Produce processors frequently spray fruits and vegetables with a fine film of approved wax, lacquer or resin coating. This improves their shell life by protecting them from dehydration and other hazards. It’s suggested to wash off these coatings under running cold water. Commercial produce rinses are available but they're no more effective than rinsing in cold water.
Preservatives is what fruits and vegetables selling companies use to make the same last longer and also to keep them from getting spoiled. In other words, preservatives do exactly what their name suggests.
Preservatives are commonly used in almost every industry from food, medications, cosmetics and other products and protect them from spoiling. However, these Preservatives are not considered healthy. Therefore, you may have to eliminate them from your diet if you have a reaction to a preservative. But how to eliminate preservatives from the fruits that we eat.
How To Eliminate Preservatives From The Fruits?
Knowing Bad Preservatives
If your doctor has told you to try to avoid preservatives, find out exactly what you have to avoid and ask about sample foods. While “eliminating preservatives” often refers to eliminating artificial preservatives, realize that salt, sugar and vinegar are preservatives too, and some preservatives you might consider artificial can occur in a natural form. Sulfites, for example, form naturally when grapes ferment into wine, and they can be present in balsamic and wine vinegars as well.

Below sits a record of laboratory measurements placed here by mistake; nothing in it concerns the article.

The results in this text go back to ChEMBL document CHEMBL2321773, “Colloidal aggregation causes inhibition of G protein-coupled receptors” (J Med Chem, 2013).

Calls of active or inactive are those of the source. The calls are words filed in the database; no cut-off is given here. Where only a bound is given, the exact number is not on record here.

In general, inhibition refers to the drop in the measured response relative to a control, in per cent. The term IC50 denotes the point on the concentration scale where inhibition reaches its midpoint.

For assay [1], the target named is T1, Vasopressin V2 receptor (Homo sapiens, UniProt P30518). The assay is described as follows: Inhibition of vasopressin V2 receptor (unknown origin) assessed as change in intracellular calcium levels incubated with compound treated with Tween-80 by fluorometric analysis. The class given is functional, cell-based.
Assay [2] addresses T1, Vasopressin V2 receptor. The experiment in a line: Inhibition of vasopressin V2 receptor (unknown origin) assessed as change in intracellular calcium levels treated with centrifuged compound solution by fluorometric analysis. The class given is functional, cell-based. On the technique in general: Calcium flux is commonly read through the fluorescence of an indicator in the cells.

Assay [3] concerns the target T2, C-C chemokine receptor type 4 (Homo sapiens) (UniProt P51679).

Coating On the Fruit
The skins of many fruits and vegetables produce a protective waxy layer to shield them from dehydration and other hazards. The champion is the Asian “fuzzy melon,” which produces a thick enough layer of wax to preserve the gourd for months. Ordinary cucumbers, melons and other fruits produce thinner waxy layers that rinse off as the fruits are cleaned for market. Produce processors frequently spray their fruits and vegetables with a fine film of approved wax, lacquer or resin coating to replace the natural protection they’ve lost. It’s therefore suggested to wash off these coatings before eating the produce.
Water Rinsing the Fruit
The FDA considers these aforementioned coatings to be safe for consumption, however removing them before using the produce is considered better. This has the additional benefit of removing the majority of micro-organisms that can cause food-borne illness. The FDA’s recommendation is to wash your hands thoroughly before beginning, then rinse your produce carefully under cool running water.
Important Note: A number of commercial produce rinses are available on the market for fruits and vegetables. The FDA advises against using them, since they’re no more effective than rinsing in water.